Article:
Jan Roberts walks through the five-bedroom house on a country road in Delta, B.C., greeting its feathered tenants one by one.
Simon and Garfunkel are about to move out — they've been adopted by a family in Nova Scotia. She strokes Ruby's beak before Dexter hops beside her to see what's going on. And when she starts singing the theme song to "The Addams Family," Joey bobs his head to the beat.
Roberts, a spokeswoman for the Greyhaven Exotic Bird Sanctuary, says the 70 adoptable rescue parrots are lucky to have this space, which volunteers found the way many house hunters do these days.
"Craigslist — sometimes it works," she said. "Fortunately the (landlord) is an animal lover."
This group of birds was most recently living in an East Vancouver warehouse, but were up against the clock as the property was up for development. The sanctuary has signed a one-year lease on the property, and Roberts hopes the birds will find their forever homes before it expires.
The rescue parrots have come a long way since they were among 584 collected from the World Parrot Refuge in Coombs on Vancouver Island in 2016, after the owner of the sanctuary died. Many were in rough shape, including the love bird that Roberts adopted, which had broken wings, beak damage and missing toes.
Many are still being treated for avian herpes or papilloma virus. Some will never see their feathers grow back, after stress caused them or their neighbours to pick them out. But most are well on their way to recovery after some love and care, said Roberts, pointing to a cockatoo named Lancelot who used to cower in his cage in fear, but is now well adjusted to human contact.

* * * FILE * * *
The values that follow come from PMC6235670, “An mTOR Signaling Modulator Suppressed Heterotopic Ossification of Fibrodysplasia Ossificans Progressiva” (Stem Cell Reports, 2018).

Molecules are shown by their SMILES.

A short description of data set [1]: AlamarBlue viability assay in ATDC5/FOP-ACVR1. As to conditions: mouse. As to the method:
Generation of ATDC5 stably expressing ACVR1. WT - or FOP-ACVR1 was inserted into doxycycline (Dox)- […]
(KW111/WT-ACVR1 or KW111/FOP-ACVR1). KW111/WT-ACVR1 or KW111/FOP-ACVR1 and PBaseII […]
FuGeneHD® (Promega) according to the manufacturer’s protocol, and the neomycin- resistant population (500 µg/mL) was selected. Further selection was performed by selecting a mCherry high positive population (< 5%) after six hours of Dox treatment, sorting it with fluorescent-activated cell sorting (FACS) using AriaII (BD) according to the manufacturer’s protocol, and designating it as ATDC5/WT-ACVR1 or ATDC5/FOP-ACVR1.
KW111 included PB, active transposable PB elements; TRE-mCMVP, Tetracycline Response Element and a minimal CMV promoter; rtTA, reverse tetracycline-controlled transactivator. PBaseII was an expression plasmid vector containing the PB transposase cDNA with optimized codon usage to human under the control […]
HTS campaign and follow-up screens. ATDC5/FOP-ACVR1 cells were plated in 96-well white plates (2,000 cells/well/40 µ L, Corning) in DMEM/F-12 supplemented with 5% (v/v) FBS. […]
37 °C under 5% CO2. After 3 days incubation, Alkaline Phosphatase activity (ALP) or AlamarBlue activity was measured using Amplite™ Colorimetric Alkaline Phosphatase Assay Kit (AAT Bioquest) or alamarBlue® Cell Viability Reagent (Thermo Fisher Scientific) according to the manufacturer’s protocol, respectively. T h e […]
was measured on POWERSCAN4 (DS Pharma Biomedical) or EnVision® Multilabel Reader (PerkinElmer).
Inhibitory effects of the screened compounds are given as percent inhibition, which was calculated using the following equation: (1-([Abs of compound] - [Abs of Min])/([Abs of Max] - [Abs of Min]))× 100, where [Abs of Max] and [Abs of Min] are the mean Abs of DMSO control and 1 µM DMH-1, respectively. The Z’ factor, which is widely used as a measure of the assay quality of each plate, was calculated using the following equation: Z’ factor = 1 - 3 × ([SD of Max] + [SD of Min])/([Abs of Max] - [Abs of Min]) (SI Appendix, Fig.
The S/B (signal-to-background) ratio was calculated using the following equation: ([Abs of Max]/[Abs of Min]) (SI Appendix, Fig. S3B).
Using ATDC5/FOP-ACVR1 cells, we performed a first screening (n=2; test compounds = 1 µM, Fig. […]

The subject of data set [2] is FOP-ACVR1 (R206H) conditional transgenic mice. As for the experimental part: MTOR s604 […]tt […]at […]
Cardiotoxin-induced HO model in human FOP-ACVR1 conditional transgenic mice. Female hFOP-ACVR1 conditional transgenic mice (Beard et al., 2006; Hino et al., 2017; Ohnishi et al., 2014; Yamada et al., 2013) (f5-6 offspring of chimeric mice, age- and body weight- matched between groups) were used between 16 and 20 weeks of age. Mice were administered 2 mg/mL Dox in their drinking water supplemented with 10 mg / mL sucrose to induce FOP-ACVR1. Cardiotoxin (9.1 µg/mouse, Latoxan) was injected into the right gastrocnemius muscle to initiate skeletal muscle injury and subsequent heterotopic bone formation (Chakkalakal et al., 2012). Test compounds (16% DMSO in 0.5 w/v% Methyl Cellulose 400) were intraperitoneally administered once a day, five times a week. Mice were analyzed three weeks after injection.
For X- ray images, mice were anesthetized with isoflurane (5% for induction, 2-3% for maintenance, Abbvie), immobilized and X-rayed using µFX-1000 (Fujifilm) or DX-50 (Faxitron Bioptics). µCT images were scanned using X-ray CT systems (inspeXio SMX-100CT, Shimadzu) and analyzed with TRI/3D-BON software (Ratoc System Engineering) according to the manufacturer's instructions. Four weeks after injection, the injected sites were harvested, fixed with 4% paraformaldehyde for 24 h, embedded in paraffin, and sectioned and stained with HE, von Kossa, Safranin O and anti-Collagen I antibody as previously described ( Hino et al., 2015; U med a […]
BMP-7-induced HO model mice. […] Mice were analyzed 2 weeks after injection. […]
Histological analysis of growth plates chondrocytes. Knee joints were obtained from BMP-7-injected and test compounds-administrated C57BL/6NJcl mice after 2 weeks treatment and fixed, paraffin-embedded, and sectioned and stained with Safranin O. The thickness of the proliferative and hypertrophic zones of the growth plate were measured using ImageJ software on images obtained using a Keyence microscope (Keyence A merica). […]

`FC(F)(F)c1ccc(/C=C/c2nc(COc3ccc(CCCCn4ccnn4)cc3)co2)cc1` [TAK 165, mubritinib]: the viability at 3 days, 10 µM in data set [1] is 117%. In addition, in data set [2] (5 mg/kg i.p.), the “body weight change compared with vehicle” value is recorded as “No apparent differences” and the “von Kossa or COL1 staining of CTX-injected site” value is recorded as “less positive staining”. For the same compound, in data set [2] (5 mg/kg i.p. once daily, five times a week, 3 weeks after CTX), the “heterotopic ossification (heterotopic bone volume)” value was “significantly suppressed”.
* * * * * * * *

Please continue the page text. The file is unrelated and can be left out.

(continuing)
Since the parrots left the Vancouver Island facility, most have either landed with other rescue groups or been adopted by families across the country, including in B.C., Alberta, Manitoba and Saskatchewan.
As fabulous as the new sanctuary is, and as top-notch as the care by volunteers may be, Roberts said it's time for the parrots to find their forever homes.
"They need their own homes, they need the opportunity to be spoiled individually as opposed to in a group. And we see them really blossom when they get that opportunity. So we want to make sure that that's where they're going," she said.
Anyone interested in adoption should do their research in advance, she said, and be aware of the demands of parrots as pets, including noise levels, medical needs, potentially long lifespans, and other concerns.
But she said they can be rewarding pets that are intelligent and sensitive to the energies of their owners.
"If you want a companion in the truest sense of the word, you can't go too far wrong with a parrot," she said.